Finally, the efforts of Debb and Tim King paid off. The judge ruled that Barnes' companion, Tom Levesque, had to stay in prison on high bail. But because of the Kings' hard work, Barnes' bail was reduced, to $25,000, which was just about all they had been able to raise.
The charges still stood. But Barnes was released from prison in the custody of the Kings.
"Today is like a miracle, because, you know, you live in your small town, and you work with your community, but you just never realize that you can make a change like this," declared a triumphant Debb King.
"My sense tells me that she really wants this family," Debb King said. "She really wants the structure."
After a five-hour car ride to Ellsworth, Maine, Julie Barnes got to know her new family. She was painfully shy, but by the time the Kings hit the shopping mall, she began to feel a little more comfortable.
The Kings could not wait to see Barnes reunited with her younger sister the next week when Jennifer returned from summer camp. At first, the meeting was a bit awkward but pizza helped break the ice. The two sisters - who resembled each other in looks and limitations - were starting to find each other after a 13-year separation.
"She goes anywhere from a 12-year-old to maybe a 14-year-old," was Debb King's frank assessment of Barnes' emotional state. "You know, she's at the boy-crazy age."
Asked if Barnes could understand the charges against her, the Kings said no. When Barnes herself was asked, her muffled answer was, "They blame me for six manslaughters."
When questioned by 48 Hours what Barnes said about the night of the fire, Debb King said, "She just tells me she didn't do it. She had nothing to do with it."
"That she wasn't even there," added Tim King.
But would Barnes actually be tried? If so, it wouild be a difficult case to decide: Is there a duty to report a fire? Does her mental disability excuse her failure to report? Should her companion be held more responsible? Or was it simply a horrible accident that produced six true heroes and no true villains?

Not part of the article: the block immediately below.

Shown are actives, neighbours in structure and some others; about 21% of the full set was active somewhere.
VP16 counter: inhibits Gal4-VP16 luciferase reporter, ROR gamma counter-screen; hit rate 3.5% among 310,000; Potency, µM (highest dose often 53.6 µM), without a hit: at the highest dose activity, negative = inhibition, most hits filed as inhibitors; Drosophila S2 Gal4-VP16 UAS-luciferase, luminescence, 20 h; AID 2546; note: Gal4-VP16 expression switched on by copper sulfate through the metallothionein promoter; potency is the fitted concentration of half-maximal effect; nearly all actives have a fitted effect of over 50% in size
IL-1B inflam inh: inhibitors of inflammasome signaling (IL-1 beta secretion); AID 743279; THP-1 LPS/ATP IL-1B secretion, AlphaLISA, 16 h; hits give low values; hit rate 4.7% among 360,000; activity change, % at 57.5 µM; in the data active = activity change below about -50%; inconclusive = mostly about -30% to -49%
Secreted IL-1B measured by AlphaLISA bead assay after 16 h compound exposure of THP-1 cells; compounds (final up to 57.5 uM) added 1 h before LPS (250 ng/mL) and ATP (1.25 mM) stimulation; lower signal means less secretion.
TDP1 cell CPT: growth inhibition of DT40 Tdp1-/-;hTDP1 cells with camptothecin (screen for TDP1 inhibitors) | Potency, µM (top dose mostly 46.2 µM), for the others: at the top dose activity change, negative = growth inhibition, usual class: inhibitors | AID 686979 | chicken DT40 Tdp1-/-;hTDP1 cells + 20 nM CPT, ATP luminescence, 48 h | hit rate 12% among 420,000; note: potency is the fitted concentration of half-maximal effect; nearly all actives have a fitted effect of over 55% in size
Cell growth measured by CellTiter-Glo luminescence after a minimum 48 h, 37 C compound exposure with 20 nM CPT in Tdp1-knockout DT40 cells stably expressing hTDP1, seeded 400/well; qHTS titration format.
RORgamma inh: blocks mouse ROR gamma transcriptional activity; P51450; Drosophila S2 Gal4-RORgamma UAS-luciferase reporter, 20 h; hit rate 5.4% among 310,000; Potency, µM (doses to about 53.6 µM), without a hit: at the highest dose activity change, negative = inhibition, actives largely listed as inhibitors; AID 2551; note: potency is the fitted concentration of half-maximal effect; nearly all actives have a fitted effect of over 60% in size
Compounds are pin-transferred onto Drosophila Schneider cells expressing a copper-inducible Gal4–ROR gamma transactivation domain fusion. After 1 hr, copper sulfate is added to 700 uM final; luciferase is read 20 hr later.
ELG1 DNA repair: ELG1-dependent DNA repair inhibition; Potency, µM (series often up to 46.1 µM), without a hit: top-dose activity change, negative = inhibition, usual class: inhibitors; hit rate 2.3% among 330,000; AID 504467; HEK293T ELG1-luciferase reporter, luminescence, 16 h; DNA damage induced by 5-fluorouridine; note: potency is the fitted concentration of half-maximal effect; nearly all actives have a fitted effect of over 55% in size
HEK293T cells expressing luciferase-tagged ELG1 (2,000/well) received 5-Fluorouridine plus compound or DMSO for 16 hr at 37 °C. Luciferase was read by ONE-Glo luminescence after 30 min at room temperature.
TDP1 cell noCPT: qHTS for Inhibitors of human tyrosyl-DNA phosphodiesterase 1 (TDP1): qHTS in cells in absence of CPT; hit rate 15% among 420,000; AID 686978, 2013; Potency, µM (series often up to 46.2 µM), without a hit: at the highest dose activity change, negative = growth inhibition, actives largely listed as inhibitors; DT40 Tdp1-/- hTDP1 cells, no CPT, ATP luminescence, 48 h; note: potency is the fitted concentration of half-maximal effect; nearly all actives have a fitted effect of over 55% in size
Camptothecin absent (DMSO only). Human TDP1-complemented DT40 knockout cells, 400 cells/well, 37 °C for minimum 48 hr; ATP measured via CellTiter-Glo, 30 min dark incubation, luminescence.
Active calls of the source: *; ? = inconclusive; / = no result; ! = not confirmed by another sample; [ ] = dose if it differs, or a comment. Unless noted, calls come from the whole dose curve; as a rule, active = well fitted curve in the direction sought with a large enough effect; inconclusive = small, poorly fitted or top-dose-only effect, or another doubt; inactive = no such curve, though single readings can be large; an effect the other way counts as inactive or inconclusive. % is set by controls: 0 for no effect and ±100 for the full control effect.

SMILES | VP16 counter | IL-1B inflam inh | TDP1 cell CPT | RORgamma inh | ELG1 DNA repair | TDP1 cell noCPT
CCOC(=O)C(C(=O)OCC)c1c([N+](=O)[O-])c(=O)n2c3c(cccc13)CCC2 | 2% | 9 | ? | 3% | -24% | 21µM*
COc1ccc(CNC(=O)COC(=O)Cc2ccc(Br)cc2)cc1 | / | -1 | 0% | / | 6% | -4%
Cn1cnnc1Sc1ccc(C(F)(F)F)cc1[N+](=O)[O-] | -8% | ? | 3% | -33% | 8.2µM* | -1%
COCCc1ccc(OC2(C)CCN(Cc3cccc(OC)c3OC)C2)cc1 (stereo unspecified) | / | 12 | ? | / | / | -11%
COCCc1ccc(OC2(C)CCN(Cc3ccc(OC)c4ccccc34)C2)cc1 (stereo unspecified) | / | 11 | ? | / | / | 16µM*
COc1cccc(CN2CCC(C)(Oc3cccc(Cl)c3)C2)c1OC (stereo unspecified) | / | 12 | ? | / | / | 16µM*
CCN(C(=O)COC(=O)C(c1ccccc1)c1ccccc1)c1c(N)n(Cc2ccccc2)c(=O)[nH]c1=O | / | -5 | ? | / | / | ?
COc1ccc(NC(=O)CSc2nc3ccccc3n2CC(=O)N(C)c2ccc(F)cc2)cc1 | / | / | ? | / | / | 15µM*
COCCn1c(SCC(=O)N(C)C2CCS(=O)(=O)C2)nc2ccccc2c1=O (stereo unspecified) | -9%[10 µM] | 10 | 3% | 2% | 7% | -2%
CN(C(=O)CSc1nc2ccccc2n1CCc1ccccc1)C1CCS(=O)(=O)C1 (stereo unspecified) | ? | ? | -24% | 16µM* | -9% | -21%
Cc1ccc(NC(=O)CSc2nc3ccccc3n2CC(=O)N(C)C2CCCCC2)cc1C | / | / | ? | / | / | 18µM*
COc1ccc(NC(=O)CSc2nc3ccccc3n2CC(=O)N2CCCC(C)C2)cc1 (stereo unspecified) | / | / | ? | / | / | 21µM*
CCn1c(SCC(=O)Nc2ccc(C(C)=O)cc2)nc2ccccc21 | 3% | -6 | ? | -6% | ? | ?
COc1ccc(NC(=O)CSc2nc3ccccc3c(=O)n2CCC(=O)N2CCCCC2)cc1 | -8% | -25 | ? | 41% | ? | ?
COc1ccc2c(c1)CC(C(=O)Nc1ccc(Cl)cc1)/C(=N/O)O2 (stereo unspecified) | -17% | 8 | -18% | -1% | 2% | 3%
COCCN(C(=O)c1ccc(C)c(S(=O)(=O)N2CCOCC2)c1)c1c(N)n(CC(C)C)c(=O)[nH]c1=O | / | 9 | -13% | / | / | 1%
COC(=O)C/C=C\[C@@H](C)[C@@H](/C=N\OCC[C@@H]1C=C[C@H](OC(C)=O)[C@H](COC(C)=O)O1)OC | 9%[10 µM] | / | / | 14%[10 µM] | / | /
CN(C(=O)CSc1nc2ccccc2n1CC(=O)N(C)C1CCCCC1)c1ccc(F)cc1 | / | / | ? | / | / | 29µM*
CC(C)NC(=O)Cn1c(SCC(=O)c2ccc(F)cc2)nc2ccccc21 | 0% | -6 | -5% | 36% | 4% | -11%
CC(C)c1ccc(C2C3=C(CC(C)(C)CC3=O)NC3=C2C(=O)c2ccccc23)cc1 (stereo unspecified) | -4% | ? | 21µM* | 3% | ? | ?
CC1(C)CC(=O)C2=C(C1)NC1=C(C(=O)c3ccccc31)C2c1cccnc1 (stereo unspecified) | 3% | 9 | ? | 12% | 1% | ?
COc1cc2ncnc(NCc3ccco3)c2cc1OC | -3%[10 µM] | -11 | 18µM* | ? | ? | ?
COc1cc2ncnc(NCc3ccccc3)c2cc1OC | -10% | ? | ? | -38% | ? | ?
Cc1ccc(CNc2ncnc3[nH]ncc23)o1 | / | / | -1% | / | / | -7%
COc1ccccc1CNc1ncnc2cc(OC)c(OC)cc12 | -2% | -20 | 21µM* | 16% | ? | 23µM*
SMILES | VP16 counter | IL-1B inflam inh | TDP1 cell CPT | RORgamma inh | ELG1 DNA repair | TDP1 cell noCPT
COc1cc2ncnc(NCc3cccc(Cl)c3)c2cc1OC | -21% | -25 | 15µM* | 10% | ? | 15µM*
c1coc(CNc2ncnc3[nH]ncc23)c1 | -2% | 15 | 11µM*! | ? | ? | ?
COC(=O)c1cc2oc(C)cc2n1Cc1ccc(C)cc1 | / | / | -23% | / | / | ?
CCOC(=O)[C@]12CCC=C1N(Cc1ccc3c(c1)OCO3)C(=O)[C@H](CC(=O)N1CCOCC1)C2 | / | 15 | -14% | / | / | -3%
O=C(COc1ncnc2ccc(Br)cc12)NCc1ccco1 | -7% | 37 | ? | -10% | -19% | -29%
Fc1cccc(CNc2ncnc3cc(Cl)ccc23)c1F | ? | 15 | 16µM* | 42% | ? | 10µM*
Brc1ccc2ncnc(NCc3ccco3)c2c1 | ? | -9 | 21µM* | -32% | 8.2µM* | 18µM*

The Kings believed the charges should be dropped. "Most people understand that finding someone responsible, even finding someone at fault would not bring closure to the pain and the terrible wound that Worcester has suffered," said Tim King.
"Doing anything to these people is the equivalent of kicking a puppy," firefighter John Sullivan weighed in. "It may feel good, but it's not going to do anything."
Barnes' lawyers went back to court to ask the judge to drop all the charges; she still faced the possibility of 120 years behind bars.
And as she faced the six counts of manslaughter, Barnes, in her fresh Maine surroundings, tried hard to become a brand-new person.
"What'd she say to you yesterday?" asked Tim King.
"How she can change her name to Sandy King and be part of the family," responded his wife Debb.
Then there was a dramatic development in the court case: The judge dismissed all the charges against Barnes and Levesque.
"We're just extremely grateful that he made this decision," Debb King declared.
Some might wonder: Was what Barnes and Levesque did - to walk away from a fire - morally wrong? Did they know what they did?
In the end, the judge determined the fire was an accident and decided the case by the letter of the law alone. He ruled that in Massachusetts there is no legal obligation to report a fire. The district attorney is now appealing the case.
"And now I see how right I am about her,...that she was just an innocent soul that got lost in the system, and that's sad," said Debb King.
Barnes now works as a full-time hotel housekeeper.
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